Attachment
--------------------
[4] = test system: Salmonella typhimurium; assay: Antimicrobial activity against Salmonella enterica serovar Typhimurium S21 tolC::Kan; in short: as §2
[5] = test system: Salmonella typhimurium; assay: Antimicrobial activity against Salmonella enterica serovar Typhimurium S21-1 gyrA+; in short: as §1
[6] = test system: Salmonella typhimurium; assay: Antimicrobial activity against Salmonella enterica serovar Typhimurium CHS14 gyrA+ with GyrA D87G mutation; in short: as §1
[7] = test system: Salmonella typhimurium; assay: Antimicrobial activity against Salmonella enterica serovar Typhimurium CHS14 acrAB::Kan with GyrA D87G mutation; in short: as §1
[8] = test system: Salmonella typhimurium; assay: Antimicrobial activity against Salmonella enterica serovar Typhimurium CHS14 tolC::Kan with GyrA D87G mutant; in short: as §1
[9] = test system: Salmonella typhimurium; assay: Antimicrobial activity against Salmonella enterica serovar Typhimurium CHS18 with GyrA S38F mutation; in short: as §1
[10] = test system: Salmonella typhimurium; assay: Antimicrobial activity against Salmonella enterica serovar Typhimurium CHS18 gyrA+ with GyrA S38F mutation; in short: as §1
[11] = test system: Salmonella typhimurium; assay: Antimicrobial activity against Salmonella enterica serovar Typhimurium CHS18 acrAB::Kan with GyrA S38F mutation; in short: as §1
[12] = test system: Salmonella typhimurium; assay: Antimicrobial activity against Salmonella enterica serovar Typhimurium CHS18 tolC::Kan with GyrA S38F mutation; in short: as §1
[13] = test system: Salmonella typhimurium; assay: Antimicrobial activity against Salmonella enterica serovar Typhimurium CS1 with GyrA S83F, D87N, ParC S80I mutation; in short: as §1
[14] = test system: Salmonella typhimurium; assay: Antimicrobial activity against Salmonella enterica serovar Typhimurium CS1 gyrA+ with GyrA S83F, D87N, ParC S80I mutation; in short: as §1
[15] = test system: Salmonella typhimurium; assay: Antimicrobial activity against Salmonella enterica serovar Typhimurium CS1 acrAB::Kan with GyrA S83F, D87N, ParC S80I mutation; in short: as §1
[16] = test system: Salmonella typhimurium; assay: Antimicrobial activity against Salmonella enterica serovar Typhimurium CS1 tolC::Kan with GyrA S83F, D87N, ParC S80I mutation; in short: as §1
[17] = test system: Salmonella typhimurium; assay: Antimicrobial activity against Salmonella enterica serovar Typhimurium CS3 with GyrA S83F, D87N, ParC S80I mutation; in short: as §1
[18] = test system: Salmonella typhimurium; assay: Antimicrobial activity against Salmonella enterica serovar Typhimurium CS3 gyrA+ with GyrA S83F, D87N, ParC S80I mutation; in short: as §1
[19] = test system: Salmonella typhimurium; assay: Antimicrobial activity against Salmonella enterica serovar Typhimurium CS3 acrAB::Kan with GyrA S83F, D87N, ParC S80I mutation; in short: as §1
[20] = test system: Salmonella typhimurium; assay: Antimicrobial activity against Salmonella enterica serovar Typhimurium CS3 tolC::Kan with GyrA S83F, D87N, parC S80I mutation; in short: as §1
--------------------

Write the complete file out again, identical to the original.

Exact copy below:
[4] = test system: Salmonella typhimurium; assay: Antimicrobial activity against Salmonella enterica serovar Typhimurium S21 tolC::Kan; in short: as §2
[5] = test system: Salmonella typhimurium; assay: Antimicrobial activity against Salmonella enterica serovar Typhimurium S21-1 gyrA+; in short: as §1
[6] = test system: Salmonella typhimurium; assay: Antimicrobial activity against Salmonella enterica serovar Typhimurium CHS14 gyrA+ with GyrA D87G mutation; in short: as §1
[7] = test system: Salmonella typhimurium; assay: Antimicrobial activity against Salmonella enterica serovar Typhimurium CHS14 acrAB::Kan with GyrA D87G mutation; in short: as §1
[8] = test system: Salmonella typhimurium; assay: Antimicrobial activity against Salmonella enterica serovar Typhimurium CHS14 tolC::Kan with GyrA D87G mutant; in short: as §1
[9] = test system: Salmonella typhimurium; assay: Antimicrobial activity against Salmonella enterica serovar Typhimurium CHS18 with GyrA S38F mutation; in short: as §1
[10] = test system: Salmonella typhimurium; assay: Antimicrobial activity against Salmonella enterica serovar Typhimurium CHS18 gyrA+ with GyrA S38F mutation; in short: as §1
[11] = test system: Salmonella typhimurium; assay: Antimicrobial activity against Salmonella enterica serovar Typhimurium CHS18 acrAB::Kan with GyrA S38F mutation; in short: as §1
[12] = test system: Salmonella typhimurium; assay: Antimicrobial activity against Salmonella enterica serovar Typhimurium CHS18 tolC::Kan with GyrA S38F mutation; in short: as §1
[13] = test system: Salmonella typhimurium; assay: Antimicrobial activity against Salmonella enterica serovar Typhimurium CS1 with GyrA S83F, D87N, ParC S80I mutation; in short: as §1
[14] = test system: Salmonella typhimurium; assay: Antimicrobial activity against Salmonella enterica serovar Typhimurium CS1 gyrA+ with GyrA S83F, D87N, ParC S80I mutation; in short: as §1
[15] = test system: Salmonella typhimurium; assay: Antimicrobial activity against Salmonella enterica serovar Typhimurium CS1 acrAB::Kan with GyrA S83F, D87N, ParC S80I mutation; in short: as §1
[16] = test system: Salmonella typhimurium; assay: Antimicrobial activity against Salmonella enterica serovar Typhimurium CS1 tolC::Kan with GyrA S83F, D87N, ParC S80I mutation; in short: as §1
[17] = test system: Salmonella typhimurium; assay: Antimicrobial activity against Salmonella enterica serovar Typhimurium CS3 with GyrA S83F, D87N, ParC S80I mutation; in short: as §1
[18] = test system: Salmonella typhimurium; assay: Antimicrobial activity against Salmonella enterica serovar Typhimurium CS3 gyrA+ with GyrA S83F, D87N, ParC S80I mutation; in short: as §1
[19] = test system: Salmonella typhimurium; assay: Antimicrobial activity against Salmonella enterica serovar Typhimurium CS3 acrAB::Kan with GyrA S83F, D87N, ParC S80I mutation; in short: as §1
[20] = test system: Salmonella typhimurium; assay: Antimicrobial activity against Salmonella enterica serovar Typhimurium CS3 tolC::Kan with GyrA S83F, D87N, parC S80I mutation; in short: as §1